In this large prospective cohort of United States men and women aged 50 to 71, substantial inverse education gradients persist for incident cancer. In fully adjusted models, we found higher risks among the least, compared to the most, educated individuals, especially for combined smoking–related cancers (comprising those of the head and neck, esophagus, lung, bladder, and pancreas). In addition, we found inverse education gradients for cancers of the stomach and rectum (men only) and colon (women only). Some direct associations with education and cancer risk also emerged, notably those for melanoma of the skin (both men and women), localized prostate cancer (men), and invasive breast and endometrial cancer (women).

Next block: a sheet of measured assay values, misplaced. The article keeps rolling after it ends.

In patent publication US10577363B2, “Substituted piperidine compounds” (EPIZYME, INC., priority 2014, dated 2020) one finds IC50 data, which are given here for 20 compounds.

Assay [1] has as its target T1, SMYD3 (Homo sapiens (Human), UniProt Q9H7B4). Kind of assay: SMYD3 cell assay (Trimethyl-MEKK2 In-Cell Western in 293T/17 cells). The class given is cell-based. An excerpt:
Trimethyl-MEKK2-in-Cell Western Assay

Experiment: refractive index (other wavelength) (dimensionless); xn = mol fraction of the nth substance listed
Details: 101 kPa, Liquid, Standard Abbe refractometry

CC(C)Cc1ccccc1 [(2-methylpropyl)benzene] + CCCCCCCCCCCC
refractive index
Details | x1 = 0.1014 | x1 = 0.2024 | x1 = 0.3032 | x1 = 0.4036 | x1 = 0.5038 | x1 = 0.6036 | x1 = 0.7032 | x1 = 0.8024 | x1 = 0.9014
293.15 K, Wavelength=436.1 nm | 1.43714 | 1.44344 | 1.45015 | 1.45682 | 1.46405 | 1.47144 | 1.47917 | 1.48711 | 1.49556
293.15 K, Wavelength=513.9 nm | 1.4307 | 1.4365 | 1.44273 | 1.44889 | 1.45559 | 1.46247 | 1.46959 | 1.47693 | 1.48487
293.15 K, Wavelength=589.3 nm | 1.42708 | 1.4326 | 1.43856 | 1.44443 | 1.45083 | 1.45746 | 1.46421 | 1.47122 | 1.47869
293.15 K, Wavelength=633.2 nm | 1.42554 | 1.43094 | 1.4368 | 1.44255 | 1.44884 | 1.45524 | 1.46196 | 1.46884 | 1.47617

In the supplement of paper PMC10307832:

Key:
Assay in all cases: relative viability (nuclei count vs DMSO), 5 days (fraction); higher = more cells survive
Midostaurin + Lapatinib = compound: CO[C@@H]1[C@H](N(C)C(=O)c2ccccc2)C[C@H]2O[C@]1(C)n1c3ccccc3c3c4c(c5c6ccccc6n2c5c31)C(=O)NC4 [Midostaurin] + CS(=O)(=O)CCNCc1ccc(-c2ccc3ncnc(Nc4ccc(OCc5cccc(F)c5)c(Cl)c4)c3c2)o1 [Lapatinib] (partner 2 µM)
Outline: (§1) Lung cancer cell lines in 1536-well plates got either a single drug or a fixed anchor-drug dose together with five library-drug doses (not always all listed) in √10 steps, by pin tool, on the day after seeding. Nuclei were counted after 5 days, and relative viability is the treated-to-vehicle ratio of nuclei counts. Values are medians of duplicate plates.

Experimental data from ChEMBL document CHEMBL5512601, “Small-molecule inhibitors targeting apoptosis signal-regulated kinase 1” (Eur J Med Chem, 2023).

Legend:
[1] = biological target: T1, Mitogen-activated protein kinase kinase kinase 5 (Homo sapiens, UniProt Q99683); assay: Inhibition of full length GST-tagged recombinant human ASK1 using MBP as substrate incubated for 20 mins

The NIH-AARP cohort is a large prospective cohort with detailed information on a variety of covariates which allowed us to control for multiple risk factors at the individual level in an analysis of first primary rare and common malignancies in both men and women. Other prospective studies conducted in Europe have reported similar results, although these studies did not control for risk factors[3], analyzed only common cancers[11], or presented data only for women.[4] Other studies in the U.S. have reported on the relation of education to cancer mortality, with results broadly similar to ours.[23] The availability of registry–based incidence data in our cohort focused the analysis on potential cancer causation, largely circumventing the complicating influence of treatment factors on cancer mortality outcomes.